Following the recent general elections, the Organization for Security and Co-Operation Office for Democratic Institutions and Human Rights (OSCE/ODIHR), the OSCE Parliamentary Assembly (OSCE PA) and the Parliamentary Assembly of the Council of Europe (PACE) shared their preliminary findings and conclusions with the media members on Monday in Ankara. In the statements, the OSCE chairwoman-in-office as special coordinator and leader of the short-term OSCE observer mission, Vilija Aleknaite-Abramikiene, said that the elections were well organized and held professionally. Commenting on the people who were badly injured in the explosions that took place at a pro-Kurdish Peoples' Democratic Party (HDP) rally in Turkey's southeastern province of Diyarbakır, Aleknaite-Abramikiene said it was very impressive to see people actively going to the polls.
The International Election Observation Mission with representatives from 30 different countries arrived in Turkey to observe the general elections, which they described as well organized. The officials from the mission also emphasized the significance of Turkey's role in the region: "Turkey is a great country not only politically, but also geographically." The OSCE representatives said that a stable Turkey displays a balancing and stabilizing role in a highly conflicted area. Explaining that the attacks on political parties' headquarters throughout Turkey overshadowed the elections, Aleknaite-Abramikiene said: "The participation of women throughout the elections must be applauded, as the number of female deputies has now significantly increased."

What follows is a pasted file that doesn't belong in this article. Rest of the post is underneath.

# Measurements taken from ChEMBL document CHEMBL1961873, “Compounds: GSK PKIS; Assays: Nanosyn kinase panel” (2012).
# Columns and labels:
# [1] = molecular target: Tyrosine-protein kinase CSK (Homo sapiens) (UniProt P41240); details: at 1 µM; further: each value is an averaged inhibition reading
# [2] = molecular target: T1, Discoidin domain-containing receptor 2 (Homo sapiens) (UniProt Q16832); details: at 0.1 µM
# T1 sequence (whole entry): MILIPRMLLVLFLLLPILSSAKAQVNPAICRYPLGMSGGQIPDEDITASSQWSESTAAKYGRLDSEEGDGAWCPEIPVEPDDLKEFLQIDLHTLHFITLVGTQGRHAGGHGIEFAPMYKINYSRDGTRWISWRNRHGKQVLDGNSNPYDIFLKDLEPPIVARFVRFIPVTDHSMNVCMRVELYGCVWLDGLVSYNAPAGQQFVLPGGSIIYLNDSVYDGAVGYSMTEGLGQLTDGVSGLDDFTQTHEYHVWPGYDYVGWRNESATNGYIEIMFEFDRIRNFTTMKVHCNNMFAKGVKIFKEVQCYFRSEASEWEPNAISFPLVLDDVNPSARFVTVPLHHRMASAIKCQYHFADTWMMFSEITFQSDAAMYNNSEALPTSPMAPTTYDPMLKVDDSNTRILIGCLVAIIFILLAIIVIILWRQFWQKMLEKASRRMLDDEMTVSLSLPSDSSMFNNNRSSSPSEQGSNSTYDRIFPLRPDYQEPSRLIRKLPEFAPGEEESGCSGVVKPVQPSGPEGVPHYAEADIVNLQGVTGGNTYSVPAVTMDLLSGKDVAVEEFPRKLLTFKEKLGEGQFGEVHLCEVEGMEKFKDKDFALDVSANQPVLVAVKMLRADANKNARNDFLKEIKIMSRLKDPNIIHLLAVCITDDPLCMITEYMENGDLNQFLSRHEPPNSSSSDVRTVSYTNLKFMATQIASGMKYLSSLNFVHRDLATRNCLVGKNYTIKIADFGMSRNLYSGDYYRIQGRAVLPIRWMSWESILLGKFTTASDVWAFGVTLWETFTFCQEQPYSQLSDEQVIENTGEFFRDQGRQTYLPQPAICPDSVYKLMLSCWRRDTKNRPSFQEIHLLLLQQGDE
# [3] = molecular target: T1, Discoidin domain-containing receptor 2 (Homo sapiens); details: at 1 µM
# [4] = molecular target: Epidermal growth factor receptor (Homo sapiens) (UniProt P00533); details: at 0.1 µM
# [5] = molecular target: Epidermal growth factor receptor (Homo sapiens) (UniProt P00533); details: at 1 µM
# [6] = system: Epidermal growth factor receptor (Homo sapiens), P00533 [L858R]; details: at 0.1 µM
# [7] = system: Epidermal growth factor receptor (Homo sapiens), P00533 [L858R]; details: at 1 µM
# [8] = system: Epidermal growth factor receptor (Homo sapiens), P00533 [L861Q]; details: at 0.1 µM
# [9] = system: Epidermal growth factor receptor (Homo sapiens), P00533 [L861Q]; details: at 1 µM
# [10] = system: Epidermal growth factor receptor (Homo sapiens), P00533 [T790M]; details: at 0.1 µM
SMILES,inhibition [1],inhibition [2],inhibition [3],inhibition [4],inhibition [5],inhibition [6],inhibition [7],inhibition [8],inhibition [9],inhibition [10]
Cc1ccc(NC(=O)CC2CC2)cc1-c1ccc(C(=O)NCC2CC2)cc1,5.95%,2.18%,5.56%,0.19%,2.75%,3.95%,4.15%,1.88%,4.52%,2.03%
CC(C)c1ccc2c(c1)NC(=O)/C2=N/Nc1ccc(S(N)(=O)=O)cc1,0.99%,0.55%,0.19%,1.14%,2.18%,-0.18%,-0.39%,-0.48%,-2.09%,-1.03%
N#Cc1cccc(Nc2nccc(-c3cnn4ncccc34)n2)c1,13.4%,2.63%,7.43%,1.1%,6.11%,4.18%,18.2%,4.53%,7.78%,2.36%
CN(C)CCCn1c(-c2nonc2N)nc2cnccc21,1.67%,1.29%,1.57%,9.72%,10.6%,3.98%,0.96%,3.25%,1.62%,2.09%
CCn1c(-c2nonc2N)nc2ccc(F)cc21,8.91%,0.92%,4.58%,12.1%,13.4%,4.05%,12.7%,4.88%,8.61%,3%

The head of the OSCE/ODIHR Limited Election Observation Mission (LEOM), ambassador Geert-Hinrich Ahrens, OSCA PA delegation head, Ignacio Sanchez Amor and PACE delegation head, Tiny Kox, were among the participants at Monday's press conference. Amor said that the election process in Turkey has a pluralistic system in general, and added: "We were impressed by the political parties having a high number of their observers in the field as well." Ahrens said that the ability of citizens abroad to vote was positive and that campaigning in a language different from Turkish was also significant. He also added: "The final report is being prepared and will be ready in two months, and Brussels will review it carefully."
Kox also reiterated other participants' comments and added that the "contestants were generally able to campaign freely and did so extensively." He further said the significance of international observers being accredited for the elections.
Turkey has been an electoral democracy since 1950, and the fairness and freedom of Turkish elections have been praised by international observers. Most recently, in August 2014, the OSCE observed the presidential election in Turkey, in which people directly voted for the president for the first time, and praised the elections for being free and fair. "Three candidates, representing different political positions, were generally able to campaign freely, and freedom of assembly and association were respected in the Aug. 10 presidential election in Turkey," the OSCE statement read, saying: "There is a vibrant political life in Turkey." Likewise, the head of the PACE delegation, Meritxell Mateu Pi, said that the direct election of the president marks the start of a new era in Turkey's democratic development, and that they will continue to work with Turkey and support its efforts in fulfilling the Council of Europe's standards.